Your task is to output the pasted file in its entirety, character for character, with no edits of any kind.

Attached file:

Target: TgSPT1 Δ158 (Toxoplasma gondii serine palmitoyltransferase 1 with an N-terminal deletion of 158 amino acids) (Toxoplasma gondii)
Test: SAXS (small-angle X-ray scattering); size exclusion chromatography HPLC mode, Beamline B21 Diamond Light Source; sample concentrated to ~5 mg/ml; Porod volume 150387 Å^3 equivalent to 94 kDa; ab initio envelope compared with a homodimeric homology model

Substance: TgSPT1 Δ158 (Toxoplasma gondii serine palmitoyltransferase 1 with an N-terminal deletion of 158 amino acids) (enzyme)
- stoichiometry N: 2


Target: TgSPT1 Δ158 (Toxoplasma gondii serine palmitoyltransferase 1 with an N-terminal deletion of 158 amino acids) (Toxoplasma gondii)
Test: SAXS (small-angle X-ray scattering); size exclusion chromatography HPLC mode, Beamline B21 Diamond Light Source; sample concentrated to ~5 mg/ml; Porod volume 150387 Å^3 equivalent to 94 kDa; ab initio envelope compared with a homodimeric homology model

Substance: TgSPT1 Δ158 (Toxoplasma gondii serine palmitoyltransferase 1 with an N-terminal deletion of 158 amino acids) (enzyme)
- stoichiometry N: 2